War and ESG

The Russia-Ukraine war has thrown up several issues around ESG. Given that the EU is neighbour to the warring parties, the impact of war is direct. But the war also has ramifications around the world. So let us look at some implications for ESG. Emissions: The recent IPCC report highlighted the urgency to reduce GHGContinue reading “War and ESG”

Green Methanol and Shift to Net Zero

China, the United States and India are amongst the largest greenhouse gas emitters and their efforts to mitigate climate change come under great scrutiny. India, for instance, plans to become carbon neutral by 2070 and projects carbon emission reduction by one billion tonnes by 2030. China has somewhat similar goals. However, newer technologies are requiredContinue reading “Green Methanol and Shift to Net Zero”

Corporate Boards and Net Zero

The shift to net zero is urgent, and boards have a critical role in guiding companies. Yet many of the board members have little training or background in sustainability. The boards need to reskill – something that we highlight in our book Shift: Decisions for a Net Zero World. The table below presents a worryingContinue reading “Corporate Boards and Net Zero”

A Balance Sheet tells a Net Zero Story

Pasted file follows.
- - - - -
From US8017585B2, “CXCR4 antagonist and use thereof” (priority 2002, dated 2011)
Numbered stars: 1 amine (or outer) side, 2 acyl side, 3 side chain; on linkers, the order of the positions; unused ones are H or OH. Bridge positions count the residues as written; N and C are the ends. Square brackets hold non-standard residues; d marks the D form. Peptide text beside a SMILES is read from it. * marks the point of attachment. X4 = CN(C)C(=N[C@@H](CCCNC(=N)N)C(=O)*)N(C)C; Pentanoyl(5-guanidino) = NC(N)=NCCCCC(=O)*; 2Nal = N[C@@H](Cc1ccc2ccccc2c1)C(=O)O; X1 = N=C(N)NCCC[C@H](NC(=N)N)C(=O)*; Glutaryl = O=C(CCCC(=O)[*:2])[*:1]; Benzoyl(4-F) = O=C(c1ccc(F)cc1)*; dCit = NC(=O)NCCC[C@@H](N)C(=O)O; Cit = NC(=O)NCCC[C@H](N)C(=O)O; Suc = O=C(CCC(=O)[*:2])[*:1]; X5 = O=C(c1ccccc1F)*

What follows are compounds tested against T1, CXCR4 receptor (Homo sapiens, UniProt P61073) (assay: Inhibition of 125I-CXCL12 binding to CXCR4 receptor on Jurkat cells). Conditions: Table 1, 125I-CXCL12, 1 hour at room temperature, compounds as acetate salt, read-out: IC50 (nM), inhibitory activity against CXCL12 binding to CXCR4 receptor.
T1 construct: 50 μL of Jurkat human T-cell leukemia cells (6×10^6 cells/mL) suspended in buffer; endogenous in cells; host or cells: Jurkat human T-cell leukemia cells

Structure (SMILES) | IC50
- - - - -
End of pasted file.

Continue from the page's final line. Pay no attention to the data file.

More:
Banks and financial institutions have almost zero emissions. So do most companies in the service industry. Their balance sheet can guide them in their journey towards net zero. Let us take the case of an insurance company (hypothetical, of course). An insurance company collects money from its policyholders by way of a premium. The companyContinue reading “A Balance Sheet tells a Net Zero Story”

Green Transition Metals and Net Zero

There are several metals critical to green technologies. Copper and nickel are called established metals. Trading in these metals has been taking place for over a century. Then, there are rising metals like lithium and cobalt where there is no established trading on exchanges.  However, they have become crucial for their role in green transitionContinue reading “Green Transition Metals and Net Zero”